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Rachel Sutton-Spence

Bio: Rachel Sutton-Spence is an academic researcher from University of Bristol. The author has contributed to research in topics: Sign language & British Sign Language. The author has an hindex of 14, co-authored 37 publications receiving 1017 citations.

Papers
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Book
18 Mar 1999
TL;DR: Conventions used in the text 1. Linguistics and sign linguistics 2. BSL in its social context 3. Constructing sign sentences 4. Questions and negation 5. Mouth patterns and non-manual features in BSL.
Abstract: This is the first detailed explanation of the way British Sign Language works and is the product of many years' experience of research and teaching sign linguistics to deaf and hearing people. It assumes no previous knowledge of linguistics or sign language, and is not structured around traditional headings such as phonology, morphology and syntax. Instead it is set out in such a way as to help learners and their teachers understand the linguistic principles behind the language. There are sections on BSL grammar and also on the use of BSL, including social acceptability in signing, variation, and poetry and humour in BSL. Technical terms and linguistic jargon are kept to a minimum, and the text contains many examples from English, BSL, and other spoken and sign languages. The book is amply illustrated and contains exercises, as well as a reading list for further study.An accompanying 90-minute DVD is available from Talk With Sign Books. To find out more, visit http://www.talkwithsign.com/linguistics-british-sign-language-p-741.html.

418 citations

Book
01 Jan 2001
TL;DR: A vehicle occupant restraint system which inflates upon impact is described in this paper, which includes lap and shoulder harnesses which resemble conventional restraint systems in their uninflated state, as well as an additional inflatable bladder which cushions the chest area and minimizes head rotation toward the chest.
Abstract: A vehicle occupant restraint system which inflates upon impact. The restraint system includes lap and shoulder harnesses which resemble conventional restraint systems in their uninflated state. Upon impact the harnesses inflate as does an additional inflatable bladder which cushions the chest area and minimizes head rotation toward the chest.

115 citations

Journal ArticleDOI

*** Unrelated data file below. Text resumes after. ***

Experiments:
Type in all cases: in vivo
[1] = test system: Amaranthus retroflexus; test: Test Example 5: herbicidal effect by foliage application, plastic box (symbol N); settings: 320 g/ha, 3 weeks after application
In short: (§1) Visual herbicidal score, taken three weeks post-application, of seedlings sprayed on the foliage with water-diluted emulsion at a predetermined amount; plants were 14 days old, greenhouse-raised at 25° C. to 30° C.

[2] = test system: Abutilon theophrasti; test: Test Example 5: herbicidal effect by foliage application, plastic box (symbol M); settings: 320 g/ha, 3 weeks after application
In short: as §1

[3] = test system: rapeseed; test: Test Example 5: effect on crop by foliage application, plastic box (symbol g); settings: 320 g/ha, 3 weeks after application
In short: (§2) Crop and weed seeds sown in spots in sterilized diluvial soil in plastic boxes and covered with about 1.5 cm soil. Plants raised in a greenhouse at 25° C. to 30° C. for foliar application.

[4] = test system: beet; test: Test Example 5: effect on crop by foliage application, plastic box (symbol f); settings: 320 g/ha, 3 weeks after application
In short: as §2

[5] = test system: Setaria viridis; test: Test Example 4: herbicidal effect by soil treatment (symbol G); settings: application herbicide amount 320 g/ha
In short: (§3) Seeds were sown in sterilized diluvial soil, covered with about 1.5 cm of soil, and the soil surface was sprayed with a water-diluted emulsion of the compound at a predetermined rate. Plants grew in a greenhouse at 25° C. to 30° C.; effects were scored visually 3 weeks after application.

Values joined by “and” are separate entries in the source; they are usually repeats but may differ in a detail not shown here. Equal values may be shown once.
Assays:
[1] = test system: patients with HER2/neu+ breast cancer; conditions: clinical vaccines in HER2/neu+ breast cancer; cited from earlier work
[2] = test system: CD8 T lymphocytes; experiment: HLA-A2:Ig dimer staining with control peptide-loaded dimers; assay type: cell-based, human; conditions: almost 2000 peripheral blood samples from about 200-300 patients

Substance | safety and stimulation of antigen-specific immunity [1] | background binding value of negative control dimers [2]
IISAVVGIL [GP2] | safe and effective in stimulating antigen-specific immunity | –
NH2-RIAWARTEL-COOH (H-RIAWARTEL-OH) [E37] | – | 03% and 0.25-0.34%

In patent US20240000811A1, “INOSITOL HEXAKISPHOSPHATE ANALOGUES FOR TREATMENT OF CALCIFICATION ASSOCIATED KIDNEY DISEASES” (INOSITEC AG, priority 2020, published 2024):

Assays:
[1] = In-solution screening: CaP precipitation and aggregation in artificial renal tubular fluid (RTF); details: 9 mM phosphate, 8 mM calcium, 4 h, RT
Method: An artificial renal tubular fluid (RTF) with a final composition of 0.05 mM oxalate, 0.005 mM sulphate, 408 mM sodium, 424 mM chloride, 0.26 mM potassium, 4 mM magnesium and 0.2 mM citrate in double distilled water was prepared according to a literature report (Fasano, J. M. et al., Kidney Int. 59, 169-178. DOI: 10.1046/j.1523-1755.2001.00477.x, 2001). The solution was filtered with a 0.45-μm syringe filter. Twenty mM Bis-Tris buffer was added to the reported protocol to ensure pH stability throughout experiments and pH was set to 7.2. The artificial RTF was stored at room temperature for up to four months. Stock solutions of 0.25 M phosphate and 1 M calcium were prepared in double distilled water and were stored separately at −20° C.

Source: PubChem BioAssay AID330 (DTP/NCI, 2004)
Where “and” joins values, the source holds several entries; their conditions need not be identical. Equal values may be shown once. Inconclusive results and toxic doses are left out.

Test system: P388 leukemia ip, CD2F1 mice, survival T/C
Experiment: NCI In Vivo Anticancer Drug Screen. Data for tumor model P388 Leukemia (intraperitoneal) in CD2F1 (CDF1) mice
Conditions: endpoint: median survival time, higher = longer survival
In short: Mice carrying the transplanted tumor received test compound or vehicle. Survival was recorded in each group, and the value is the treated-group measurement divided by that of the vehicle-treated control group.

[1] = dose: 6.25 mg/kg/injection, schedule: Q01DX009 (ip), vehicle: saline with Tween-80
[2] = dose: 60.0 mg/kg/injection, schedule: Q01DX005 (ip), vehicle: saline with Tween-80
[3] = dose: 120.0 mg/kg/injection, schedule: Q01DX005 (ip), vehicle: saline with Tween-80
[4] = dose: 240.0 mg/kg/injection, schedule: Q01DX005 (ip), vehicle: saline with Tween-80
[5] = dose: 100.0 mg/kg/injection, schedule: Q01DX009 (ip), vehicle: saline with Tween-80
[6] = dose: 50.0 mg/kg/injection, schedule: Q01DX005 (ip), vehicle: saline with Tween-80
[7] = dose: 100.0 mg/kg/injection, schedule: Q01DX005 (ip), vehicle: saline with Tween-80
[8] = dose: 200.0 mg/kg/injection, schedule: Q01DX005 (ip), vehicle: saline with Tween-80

TL;DR: Turn-taking in the conversation of hearing people has been the subject of considerable attention, but the way conversation is organized by Deaf conversationalists has received less attention as mentioned in this paper, which has been assumed by researchers in the field of Deaf Studies that Deaf interactants orient to a one-at-a-time model since the medium of communication is visual rather than sound based, participants can attend to only those sources of talk that they can see.
Abstract: This paper will focus on the turn-taking patterns of Deaf signers and will compare them with turn-taking patterns found in spoken interaction. Turn-taking in the conversation of hearing people has been the subject of considerable attention, but the way conversation is organised by Deaf conversationalists has received less attention. This paper reports on a small project involving conversational data obtained from two Deaf friendship groups, one all-female and one all-male. Our main aim was to establish whether Deaf interactants orient to a one-at-a-time model of turn-taking, or whether there was any evidence to suggest they can also orient to a more collaborative model. It has been assumed by researchers in the field of Deaf Studies that Deaf interactants orient to a one-at-a-time model since, where the medium of communication is visual rather than sound based, participants can attend to only those sources of talk that they can see. The paper also examines the data to see if there are any gender differences in the way Deaf interactants organise conversation.

106 citations

Book
12 Nov 2004
TL;DR: Sign Language Poetry as discussed by the authors is a branch of sign language poetry and is used in the Hang Glider Trio Five Senses and Three Queens Afterword by Paddy Ladd.